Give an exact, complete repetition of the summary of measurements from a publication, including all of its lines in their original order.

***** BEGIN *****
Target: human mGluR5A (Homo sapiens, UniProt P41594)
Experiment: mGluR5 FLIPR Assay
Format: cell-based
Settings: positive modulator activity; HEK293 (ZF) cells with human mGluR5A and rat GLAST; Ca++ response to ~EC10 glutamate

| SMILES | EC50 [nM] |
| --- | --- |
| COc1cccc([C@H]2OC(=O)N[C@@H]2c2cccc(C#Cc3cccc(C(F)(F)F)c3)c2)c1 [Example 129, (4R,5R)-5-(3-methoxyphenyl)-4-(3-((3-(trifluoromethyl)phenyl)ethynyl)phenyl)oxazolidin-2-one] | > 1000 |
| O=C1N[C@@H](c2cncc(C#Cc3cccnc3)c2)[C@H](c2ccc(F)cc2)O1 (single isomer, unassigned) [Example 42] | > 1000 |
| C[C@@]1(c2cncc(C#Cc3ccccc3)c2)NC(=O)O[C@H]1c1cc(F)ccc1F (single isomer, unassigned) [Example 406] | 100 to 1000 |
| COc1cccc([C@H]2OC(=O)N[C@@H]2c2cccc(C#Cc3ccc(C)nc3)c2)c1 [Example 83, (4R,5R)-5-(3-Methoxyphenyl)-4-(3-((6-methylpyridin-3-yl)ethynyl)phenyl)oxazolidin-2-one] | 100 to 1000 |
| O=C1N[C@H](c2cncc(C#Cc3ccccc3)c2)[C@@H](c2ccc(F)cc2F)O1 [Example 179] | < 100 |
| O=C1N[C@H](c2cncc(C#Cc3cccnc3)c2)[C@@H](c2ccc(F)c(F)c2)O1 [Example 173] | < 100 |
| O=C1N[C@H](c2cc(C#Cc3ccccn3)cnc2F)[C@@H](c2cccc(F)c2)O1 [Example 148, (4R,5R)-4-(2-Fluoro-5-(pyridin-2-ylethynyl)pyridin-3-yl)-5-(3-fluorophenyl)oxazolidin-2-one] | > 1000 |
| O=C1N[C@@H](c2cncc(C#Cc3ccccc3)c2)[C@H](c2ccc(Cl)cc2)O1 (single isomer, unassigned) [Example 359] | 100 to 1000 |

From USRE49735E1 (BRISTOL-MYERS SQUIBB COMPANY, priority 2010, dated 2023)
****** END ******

Target: human mGluR5A (Homo sapiens, UniProt P41594)
Experiment: mGluR5 FLIPR Assay
Format: cell-based
Settings: positive modulator activity; HEK293 (ZF) cells with human mGluR5A and rat GLAST; Ca++ response to ~EC10 glutamate

| SMILES | EC50 [nM] |
| --- | --- |
| COc1cccc([C@H]2OC(=O)N[C@@H]2c2cccc(C#Cc3cccc(C(F)(F)F)c3)c2)c1 [Example 129, (4R,5R)-5-(3-methoxyphenyl)-4-(3-((3-(trifluoromethyl)phenyl)ethynyl)phenyl)oxazolidin-2-one] | > 1000 |
| O=C1N[C@@H](c2cncc(C#Cc3cccnc3)c2)[C@H](c2ccc(F)cc2)O1 (single isomer, unassigned) [Example 42] | > 1000 |
| C[C@@]1(c2cncc(C#Cc3ccccc3)c2)NC(=O)O[C@H]1c1cc(F)ccc1F (single isomer, unassigned) [Example 406] | 100 to 1000 |
| COc1cccc([C@H]2OC(=O)N[C@@H]2c2cccc(C#Cc3ccc(C)nc3)c2)c1 [Example 83, (4R,5R)-5-(3-Methoxyphenyl)-4-(3-((6-methylpyridin-3-yl)ethynyl)phenyl)oxazolidin-2-one] | 100 to 1000 |
| O=C1N[C@H](c2cncc(C#Cc3ccccc3)c2)[C@@H](c2ccc(F)cc2F)O1 [Example 179] | < 100 |
| O=C1N[C@H](c2cncc(C#Cc3cccnc3)c2)[C@@H](c2ccc(F)c(F)c2)O1 [Example 173] | < 100 |
| O=C1N[C@H](c2cc(C#Cc3ccccn3)cnc2F)[C@@H](c2cccc(F)c2)O1 [Example 148, (4R,5R)-4-(2-Fluoro-5-(pyridin-2-ylethynyl)pyridin-3-yl)-5-(3-fluorophenyl)oxazolidin-2-one] | > 1000 |
| O=C1N[C@@H](c2cncc(C#Cc3ccccc3)c2)[C@H](c2ccc(Cl)cc2)O1 (single isomer, unassigned) [Example 359] | 100 to 1000 |

From USRE49735E1 (BRISTOL-MYERS SQUIBB COMPANY, priority 2010, dated 2023)